5 Basic Tattoo Designs and Their Meanings
Tribal tattoos are silhouettes in black. The majority are inspired by ancient tribal designs. A popular modern variation of this style is to alter a traditional design to make it appear tribal. Many of the most popular styles are based on ancient South Pacific Island styles. These tattoos are typically abstract, artistic representations made up of discrete design elements such as spikes, swirls, and spines. Tribal tattoos are frequently made to fit or accentuate a part of the body. A tribal tattoo, for example, could snake along the contours of the lower back.
#01 Realistic Tattoo
Typically, these designs are portraits or landscapes that mimic the fine detail of a photograph. They are mostly done in black and white because it takes a master tattoo artist to replicate images in color. This style is also known as photo-realism.
#02 Oriental Tattoo
Rather than adding a single image here and there, the oriental style of tattooing usually involves using the entire body as a canvas. Images are used to weave a story or a myth across the entire back of the armor. This is usually very fanciful, bold, and detailed colorwork. The most common oriental tattoos are large murals of dragons, flowers, fish, and other animals.
A dominant image, such as a dragon, maybe surrounded by “fill work” in the form of artistic, fluid-like color swirls. Oriental tattoos frequently adhere to the rules of Japanese perspective in painting, which is concerned with symmetry and balance. Furthermore, the symbols in a Japanese tattoo frequently have deeper meanings. A carp tattoo, for example, represents wealth and prosperity.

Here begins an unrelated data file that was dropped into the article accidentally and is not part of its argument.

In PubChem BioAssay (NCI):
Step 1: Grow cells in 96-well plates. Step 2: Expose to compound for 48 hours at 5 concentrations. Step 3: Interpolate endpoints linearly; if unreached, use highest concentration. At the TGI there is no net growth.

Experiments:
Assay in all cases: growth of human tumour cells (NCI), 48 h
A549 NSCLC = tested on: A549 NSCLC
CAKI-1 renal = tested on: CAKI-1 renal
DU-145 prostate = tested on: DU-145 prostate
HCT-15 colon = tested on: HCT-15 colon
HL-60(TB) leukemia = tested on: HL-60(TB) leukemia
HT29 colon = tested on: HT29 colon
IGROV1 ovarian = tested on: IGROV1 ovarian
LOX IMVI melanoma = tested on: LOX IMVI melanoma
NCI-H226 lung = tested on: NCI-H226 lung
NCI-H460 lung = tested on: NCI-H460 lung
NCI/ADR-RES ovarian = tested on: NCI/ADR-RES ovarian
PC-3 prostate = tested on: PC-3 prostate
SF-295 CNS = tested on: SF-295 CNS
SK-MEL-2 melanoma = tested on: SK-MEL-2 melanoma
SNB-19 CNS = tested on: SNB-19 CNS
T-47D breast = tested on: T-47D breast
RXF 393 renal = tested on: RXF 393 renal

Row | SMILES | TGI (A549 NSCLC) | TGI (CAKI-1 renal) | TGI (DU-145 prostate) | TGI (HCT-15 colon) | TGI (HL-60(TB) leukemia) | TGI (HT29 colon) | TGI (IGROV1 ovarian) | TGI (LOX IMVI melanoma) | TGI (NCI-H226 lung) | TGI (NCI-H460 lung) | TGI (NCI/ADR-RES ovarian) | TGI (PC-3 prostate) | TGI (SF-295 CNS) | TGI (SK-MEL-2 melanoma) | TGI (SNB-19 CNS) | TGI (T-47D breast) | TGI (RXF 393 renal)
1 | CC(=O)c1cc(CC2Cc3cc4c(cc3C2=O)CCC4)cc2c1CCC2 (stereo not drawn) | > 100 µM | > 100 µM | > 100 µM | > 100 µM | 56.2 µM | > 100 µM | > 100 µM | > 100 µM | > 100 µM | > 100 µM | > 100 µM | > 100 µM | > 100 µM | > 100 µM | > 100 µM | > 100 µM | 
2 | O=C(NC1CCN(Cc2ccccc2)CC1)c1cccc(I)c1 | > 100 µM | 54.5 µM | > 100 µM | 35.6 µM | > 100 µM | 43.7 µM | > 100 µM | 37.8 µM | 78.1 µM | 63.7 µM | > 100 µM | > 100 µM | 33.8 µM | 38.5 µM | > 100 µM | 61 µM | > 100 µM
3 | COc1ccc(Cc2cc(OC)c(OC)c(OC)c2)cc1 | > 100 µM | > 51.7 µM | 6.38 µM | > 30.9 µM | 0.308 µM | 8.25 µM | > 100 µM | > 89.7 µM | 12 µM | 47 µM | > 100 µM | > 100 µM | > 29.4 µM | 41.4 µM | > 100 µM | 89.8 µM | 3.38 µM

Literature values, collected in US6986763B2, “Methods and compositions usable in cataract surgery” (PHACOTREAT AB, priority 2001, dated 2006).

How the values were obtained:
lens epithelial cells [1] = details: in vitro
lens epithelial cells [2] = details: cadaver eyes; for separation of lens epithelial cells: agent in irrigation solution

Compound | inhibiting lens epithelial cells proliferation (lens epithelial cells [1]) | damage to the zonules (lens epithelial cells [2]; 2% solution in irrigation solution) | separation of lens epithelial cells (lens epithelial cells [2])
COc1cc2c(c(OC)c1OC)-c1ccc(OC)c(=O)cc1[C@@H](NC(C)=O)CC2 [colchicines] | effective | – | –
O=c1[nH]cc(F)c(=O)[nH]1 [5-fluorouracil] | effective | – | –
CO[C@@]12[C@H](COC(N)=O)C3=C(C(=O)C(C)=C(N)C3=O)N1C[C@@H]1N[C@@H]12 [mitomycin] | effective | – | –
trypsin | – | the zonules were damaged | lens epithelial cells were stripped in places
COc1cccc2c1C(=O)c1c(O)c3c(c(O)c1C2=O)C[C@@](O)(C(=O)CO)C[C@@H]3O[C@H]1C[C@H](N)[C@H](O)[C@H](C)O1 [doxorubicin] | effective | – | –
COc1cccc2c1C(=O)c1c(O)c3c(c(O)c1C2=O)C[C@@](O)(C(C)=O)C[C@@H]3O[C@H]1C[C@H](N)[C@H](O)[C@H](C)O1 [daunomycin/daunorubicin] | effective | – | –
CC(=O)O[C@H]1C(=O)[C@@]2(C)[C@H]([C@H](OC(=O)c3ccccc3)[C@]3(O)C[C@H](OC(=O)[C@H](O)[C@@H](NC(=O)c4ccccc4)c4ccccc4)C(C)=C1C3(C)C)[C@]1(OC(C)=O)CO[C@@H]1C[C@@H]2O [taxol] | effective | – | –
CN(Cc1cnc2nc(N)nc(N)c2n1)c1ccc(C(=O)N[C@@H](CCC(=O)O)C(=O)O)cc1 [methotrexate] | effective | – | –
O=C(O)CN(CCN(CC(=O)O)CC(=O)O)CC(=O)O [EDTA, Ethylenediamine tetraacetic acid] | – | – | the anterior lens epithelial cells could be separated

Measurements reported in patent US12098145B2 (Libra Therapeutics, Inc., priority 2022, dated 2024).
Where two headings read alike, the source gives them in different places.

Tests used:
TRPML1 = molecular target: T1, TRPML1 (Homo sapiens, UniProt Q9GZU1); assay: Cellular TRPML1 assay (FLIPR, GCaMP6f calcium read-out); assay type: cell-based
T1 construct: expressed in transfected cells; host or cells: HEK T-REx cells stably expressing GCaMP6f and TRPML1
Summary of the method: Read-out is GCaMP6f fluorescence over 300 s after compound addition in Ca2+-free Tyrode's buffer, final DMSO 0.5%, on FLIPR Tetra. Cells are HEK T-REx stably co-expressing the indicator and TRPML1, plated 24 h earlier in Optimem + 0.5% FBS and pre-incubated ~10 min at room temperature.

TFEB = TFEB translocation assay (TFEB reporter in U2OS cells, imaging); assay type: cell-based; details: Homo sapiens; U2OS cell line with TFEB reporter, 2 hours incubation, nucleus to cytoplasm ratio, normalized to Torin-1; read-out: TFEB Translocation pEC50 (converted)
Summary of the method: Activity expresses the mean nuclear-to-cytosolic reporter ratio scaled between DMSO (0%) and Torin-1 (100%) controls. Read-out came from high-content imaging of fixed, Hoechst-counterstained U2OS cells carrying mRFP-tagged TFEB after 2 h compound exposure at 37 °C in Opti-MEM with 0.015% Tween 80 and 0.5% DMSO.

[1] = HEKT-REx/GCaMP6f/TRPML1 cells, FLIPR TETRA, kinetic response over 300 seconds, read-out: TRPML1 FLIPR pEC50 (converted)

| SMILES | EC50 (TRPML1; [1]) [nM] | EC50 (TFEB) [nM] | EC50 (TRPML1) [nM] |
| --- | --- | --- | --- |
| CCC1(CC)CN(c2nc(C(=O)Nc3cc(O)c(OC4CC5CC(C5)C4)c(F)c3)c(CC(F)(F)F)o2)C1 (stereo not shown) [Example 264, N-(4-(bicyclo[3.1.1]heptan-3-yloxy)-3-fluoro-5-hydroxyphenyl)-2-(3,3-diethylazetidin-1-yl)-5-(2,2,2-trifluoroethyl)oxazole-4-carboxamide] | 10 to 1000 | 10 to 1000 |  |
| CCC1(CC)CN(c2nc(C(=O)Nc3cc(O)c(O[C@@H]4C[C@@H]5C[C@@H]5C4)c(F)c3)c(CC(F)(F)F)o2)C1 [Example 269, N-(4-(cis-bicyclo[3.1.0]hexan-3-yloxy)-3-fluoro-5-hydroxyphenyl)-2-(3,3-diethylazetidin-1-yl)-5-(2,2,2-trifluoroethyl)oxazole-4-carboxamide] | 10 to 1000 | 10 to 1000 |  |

#03 Celtic Tattoo
These silhouette tattoos feature thick, bold black lines at a sharp angle. Mythological creatures such as griffins can be found in a Viking offshoot of the Celtic style. They are mostly completed in black ink. Celtic tattoos are often best created by an artist who specializes in the style Celtic tattoos because they are difficult to do.
#04 Biomechanical Tattoo
These tattoos frequently feature machinery entwined with human flesh. A typical biomechanical tattoo would show a human hand, arm, or chest entangled with machineries such as screws, wheels, or pulleys. The result is a creature that appears to be half-robot, half-human. This tattoo was inspired by films such as “Alien.”
#05 Traditional Tattoo
This tattoo style denotes work with bold black outlines and pitch-black shading contrasted with very bright colors. The look is thought to have originated on military bases during the 1930s and 1940s.
It’s a fine line. These delicate tattoos are usually associated with black and gray work and are very detailed. The fine line is also frequently used to convey a realistic representation of an image. Fine line images should not be overly complicated because they can degrade into blotches or shadows over time.